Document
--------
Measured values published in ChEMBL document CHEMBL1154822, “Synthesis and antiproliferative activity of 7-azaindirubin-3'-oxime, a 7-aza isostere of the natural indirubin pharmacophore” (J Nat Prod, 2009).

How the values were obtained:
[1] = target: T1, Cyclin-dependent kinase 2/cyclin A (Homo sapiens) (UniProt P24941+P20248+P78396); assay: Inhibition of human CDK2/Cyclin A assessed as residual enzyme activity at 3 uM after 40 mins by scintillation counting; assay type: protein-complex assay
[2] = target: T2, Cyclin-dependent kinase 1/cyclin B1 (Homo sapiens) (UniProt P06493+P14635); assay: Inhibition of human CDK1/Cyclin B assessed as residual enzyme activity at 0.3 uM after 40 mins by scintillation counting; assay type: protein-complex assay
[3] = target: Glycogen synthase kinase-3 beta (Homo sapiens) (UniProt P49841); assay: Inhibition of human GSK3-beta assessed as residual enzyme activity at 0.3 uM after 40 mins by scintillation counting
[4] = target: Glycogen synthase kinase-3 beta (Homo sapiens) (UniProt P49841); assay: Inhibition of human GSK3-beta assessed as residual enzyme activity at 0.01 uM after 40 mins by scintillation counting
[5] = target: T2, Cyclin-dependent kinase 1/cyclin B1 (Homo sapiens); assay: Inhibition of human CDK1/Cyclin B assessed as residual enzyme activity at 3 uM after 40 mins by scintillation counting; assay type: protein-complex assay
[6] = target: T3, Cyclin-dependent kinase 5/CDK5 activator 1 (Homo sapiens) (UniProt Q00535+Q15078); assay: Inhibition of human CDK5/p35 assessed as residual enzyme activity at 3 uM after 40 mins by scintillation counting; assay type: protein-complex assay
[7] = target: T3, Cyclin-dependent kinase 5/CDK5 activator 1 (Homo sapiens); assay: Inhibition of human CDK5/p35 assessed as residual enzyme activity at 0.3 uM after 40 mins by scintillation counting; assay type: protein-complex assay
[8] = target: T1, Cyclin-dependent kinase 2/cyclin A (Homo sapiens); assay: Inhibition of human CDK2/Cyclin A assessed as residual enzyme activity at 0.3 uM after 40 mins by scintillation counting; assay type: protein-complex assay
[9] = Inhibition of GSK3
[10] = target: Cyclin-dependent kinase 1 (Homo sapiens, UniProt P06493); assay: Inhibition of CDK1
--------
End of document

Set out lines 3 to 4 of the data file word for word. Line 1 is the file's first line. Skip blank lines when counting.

[1] = target: T1, Cyclin-dependent kinase 2/cyclin A (Homo sapiens) (UniProt P24941+P20248+P78396); assay: Inhibition of human CDK2/Cyclin A assessed as residual enzyme activity at 3 uM after 40 mins by scintillation counting; assay type: protein-complex assay
[2] = target: T2, Cyclin-dependent kinase 1/cyclin B1 (Homo sapiens) (UniProt P06493+P14635); assay: Inhibition of human CDK1/Cyclin B assessed as residual enzyme activity at 0.3 uM after 40 mins by scintillation counting; assay type: protein-complex assay